• Setting up a division of responsibilities increases the likelihood that the team will – in practice – relate less well to customers and users, and their concerns.
  • Having a distinct Product Owner reduces the opportunities for emerging technical possibilities to inform the direction of evolution of the product. Put another way, teams often uncover opportunities for new, as-yet unthought-of features, and directions for the product, but for a host of reasons these opportunities go by the board.
  • The Product Owner role allows for “absentee” Product Owners, where key customer intelligence is not gathered, or not passed on to the team. When the team is handling these matters, it’s less likely for such matters to get overlooked.

Summary

In summary, if I were on a development team, or responsible for one, i’d want neither a Scrum Master nor a Product Owner. I would instead take pains to ensure that the team had a wide range of skills and experience at its beck and call, and the know-how of how to pull such skills as it needed them. To reduce delays, this may mean having one or more such people on hand, close-by, at all times. This does not mean a Scrum Master.

– Bob

Needs And Fulfilment

meaning

When, nearly twenty years ago, I started Familiar it was with a very clear and declared purpose:

“To allow people to come together and discover what ‘fulfilment’ means for each of them as individuals.”

At the time, few working with us understood the import of that purpose. And those observing from the sidelines, even less so. In fact, most outside observers called it “madness” or “apple-pie land” or some such. Maybe it was an idea ahead of its time.

But now, wiser heads – such as Alain de Botton, Nilofer Merchant, Professor Gary Hamel, Simon Sinek, et al. – write about the need for a more humane workplace. And of course, W Edwards Deming and Peter Drucker were writing and teaching about this kind of thing half a century ago.

“One of the most Googled questions is: ‘What should I do with my life?’
There’s a fantasy that there’s actually an answer out there.”

~ Alain de Botton

De Botton believes there is a desperate need for more companies that are explicitly focused on working out what someone’s talents and inclinations are, identifying their potential, then guiding that person towards a place in the economy where this potential may be best applied and expressed.

I so believe, also. I suggest companies and organisations which lend support to their people in their search for meaning will reap the harvest in many beneficial ways.

And I have proposed the Antimatter Principle as a means to address this and make it happen.

What do you believe?

– Bob

Further Reading

Man’s Search For Meaning ~ Viktor Frankl
Talent Will Not Be Wasted For Much Longer ~ Alain de Botton

 

Roots

roots

I first hit on the notion “Attend to folks’ needs” – only very recently named by me the Antimatter Principle – back in 1996. We had just launched Familiar Ltd, and our first big commercial project was to build a self-service web application for the corporate customers of a large Telco. As one of the first Agile software houses in Europe, we of course applied Agile principles (although not the label) in the conduct of the project.

Aside: Yes, we were still “doing projects” back then.

One key aspect of the project was discovering just what our Telco client – and, by proxy, their customers – wanted us to build. Most of us has been around the block enough times to know the importance of “building the right thing™”. Regular interim releases of the evolving product was one of our primary means to this end. But from the outset we also began asking, recording and sharing what all the folks involved in the project needed from it.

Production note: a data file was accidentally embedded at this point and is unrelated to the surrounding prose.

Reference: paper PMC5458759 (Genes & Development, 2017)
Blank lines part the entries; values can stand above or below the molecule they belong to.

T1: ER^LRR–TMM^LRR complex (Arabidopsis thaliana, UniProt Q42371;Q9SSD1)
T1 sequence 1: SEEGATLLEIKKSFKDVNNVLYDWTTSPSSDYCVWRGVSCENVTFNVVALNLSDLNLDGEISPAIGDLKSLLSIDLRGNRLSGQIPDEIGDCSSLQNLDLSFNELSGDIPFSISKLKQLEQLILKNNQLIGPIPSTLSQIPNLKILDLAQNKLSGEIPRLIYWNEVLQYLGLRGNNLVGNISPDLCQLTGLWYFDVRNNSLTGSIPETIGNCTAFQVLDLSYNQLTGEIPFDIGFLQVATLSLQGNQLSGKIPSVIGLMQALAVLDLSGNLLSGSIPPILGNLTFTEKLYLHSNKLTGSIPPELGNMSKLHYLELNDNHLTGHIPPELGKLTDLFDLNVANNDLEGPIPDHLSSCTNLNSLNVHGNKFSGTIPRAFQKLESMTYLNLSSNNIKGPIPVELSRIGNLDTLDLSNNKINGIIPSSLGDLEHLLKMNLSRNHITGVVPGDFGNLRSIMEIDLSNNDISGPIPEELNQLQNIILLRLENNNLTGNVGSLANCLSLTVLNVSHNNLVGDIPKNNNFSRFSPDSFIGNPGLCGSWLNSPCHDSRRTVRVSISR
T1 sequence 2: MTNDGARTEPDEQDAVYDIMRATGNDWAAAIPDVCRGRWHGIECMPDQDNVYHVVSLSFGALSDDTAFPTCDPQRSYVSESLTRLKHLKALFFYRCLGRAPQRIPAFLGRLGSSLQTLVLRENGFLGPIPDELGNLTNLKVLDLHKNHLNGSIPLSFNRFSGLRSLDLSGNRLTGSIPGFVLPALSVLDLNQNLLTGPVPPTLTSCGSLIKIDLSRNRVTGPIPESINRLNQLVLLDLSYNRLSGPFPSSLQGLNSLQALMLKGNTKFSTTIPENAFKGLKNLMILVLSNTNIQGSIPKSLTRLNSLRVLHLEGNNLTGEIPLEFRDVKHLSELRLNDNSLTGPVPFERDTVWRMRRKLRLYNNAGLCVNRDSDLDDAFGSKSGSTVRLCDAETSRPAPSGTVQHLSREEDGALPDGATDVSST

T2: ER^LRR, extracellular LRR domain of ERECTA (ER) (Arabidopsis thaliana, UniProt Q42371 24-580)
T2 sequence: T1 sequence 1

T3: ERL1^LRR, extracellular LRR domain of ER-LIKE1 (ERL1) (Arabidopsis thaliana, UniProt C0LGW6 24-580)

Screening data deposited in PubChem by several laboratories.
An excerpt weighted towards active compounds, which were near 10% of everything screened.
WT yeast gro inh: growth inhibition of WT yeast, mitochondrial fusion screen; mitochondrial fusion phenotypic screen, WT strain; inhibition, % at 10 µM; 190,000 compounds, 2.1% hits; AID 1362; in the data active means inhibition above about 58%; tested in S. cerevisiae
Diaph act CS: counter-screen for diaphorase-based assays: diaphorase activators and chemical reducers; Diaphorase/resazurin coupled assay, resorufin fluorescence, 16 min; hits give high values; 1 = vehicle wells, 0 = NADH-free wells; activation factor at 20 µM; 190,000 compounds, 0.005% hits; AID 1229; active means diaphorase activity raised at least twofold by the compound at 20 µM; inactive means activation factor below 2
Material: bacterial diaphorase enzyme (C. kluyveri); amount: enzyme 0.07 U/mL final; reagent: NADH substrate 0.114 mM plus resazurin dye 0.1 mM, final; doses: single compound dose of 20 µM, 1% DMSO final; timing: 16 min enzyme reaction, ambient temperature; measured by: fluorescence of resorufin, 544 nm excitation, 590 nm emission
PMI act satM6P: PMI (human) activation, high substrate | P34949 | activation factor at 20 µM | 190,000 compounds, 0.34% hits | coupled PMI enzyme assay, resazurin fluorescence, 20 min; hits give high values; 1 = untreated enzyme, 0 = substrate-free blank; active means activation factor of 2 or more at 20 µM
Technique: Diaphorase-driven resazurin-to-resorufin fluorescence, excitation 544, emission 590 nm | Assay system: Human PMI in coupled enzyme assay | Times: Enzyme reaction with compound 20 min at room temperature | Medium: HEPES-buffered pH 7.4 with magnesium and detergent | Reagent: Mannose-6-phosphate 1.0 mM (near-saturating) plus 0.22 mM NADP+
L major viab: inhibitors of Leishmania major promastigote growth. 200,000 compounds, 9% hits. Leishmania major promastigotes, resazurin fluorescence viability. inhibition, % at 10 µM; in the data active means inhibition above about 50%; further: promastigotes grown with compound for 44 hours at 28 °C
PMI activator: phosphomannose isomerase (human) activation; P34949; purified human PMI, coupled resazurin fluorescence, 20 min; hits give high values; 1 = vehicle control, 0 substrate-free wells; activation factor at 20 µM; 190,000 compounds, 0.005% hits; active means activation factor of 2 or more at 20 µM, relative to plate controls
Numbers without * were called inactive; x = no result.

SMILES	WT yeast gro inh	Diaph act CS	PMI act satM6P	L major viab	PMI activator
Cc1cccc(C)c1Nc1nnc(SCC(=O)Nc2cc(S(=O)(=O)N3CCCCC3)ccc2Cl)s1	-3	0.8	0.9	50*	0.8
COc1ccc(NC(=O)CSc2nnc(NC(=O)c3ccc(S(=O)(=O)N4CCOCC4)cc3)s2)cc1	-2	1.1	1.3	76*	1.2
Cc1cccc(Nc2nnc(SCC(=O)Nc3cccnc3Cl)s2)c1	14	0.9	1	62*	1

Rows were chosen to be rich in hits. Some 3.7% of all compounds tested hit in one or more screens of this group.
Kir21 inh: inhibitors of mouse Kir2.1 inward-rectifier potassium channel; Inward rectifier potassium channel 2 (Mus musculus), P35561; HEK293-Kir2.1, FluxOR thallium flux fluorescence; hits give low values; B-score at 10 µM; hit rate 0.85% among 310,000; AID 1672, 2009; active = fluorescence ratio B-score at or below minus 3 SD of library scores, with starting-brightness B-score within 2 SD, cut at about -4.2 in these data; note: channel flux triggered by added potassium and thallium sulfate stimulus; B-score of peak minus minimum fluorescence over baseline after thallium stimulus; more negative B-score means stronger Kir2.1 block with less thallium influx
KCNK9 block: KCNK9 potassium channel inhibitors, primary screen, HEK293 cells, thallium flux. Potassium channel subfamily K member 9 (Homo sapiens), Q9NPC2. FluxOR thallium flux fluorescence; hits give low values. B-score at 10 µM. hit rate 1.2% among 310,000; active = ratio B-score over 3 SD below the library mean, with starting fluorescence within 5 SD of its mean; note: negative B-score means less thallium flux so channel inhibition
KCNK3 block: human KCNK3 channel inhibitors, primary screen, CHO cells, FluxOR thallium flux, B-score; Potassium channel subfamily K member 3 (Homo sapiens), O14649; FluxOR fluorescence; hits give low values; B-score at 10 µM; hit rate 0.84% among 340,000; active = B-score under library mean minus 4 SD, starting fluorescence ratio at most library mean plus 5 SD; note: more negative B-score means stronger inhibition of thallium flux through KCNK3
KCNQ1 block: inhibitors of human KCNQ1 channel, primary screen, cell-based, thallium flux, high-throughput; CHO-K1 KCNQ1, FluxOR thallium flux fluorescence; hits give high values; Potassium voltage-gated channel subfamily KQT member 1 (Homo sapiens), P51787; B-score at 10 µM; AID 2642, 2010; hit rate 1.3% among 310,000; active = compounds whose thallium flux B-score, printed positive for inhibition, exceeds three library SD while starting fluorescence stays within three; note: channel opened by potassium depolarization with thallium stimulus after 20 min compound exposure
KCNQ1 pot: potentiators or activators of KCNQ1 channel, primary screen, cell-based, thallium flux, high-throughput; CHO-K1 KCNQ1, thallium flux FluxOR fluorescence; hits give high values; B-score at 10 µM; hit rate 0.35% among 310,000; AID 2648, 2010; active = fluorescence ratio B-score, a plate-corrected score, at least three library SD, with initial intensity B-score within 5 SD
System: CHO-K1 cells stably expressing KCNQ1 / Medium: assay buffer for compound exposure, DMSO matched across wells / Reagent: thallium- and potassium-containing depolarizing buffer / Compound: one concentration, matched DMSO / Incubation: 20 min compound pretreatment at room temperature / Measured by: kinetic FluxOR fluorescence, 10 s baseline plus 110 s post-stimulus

You can see a very simplified example of this approach described in the post “Nonviolent Project Management“.

Not Just Customer Work

We did not apply the Antimatter Principle just to our customer projects, though. We used the same principle in the inception and evolution of the whole company, too. For both our customer projects and the company, we sought the needs of everyone involved – developers, customers, suppliers, channel partners, everyone. Everyone, that is, that was willing to have a say.

Of course, it was early days for these ideas. We made some mistakes. And some useful discoveries along the way.

Since those days, I’ve applied much the same Antimatter Principle in just about every engagement and role I’ve had. Sometimes it’s coincided with stellar success (like the aforementioned Telco project). Sometimes it’s coincided with a train wreck. Most often, the latter has been in organisations where attending to folks’ needs has been unimaginably alien. I’ve learned some lessons from that, too. (And see cautions, at end).

Unimaginable

Some folks have responded to my recent posts suggesting that they couldn’t imagine an organisation that cleaved to the Antimatter Principle. What it might look and feel like. How it might work in practice. Having not only imagined it, but experienced it for real, I thought some pointers might prove valuable. Here’s some of the things that made it not only possible, but a joy to be part of:

Quantification

Quantifying folks’ needs – even in the most rudimentary manner – made discussing them much easier and less ambiguous. We happened to use a variant of Evo (cf. Tom Gilb) for this.

Fit Feedback

Our takes on our own – and other folks’ – needs were mostly educated guesswork. Conscious of this, yet not fazed by it, we tried to deliver quickly on a solution to each of these guesses – so that the person or group involved could try it on for size and determine how close to the mark our guesswork had been.

“You can’t really know what you need until you get it. Only then will you know whether you need it or not.”

~ Marshall Rosenberg

Integrated, Intentional

Over time, we invented various means to explain our approach, and to solicit, record and act on folks’s needs, and built these means into the way our work worked. “Stakeholders and their Needs” is one example of this kind of thing. The evolving record of who were our stakeholders, and their (ever-changing) needs formed one element of a broader “project control dashboard” (a.k.a. context radiator) – which also served to record and, more importantly, share and make visible other aspects of the work: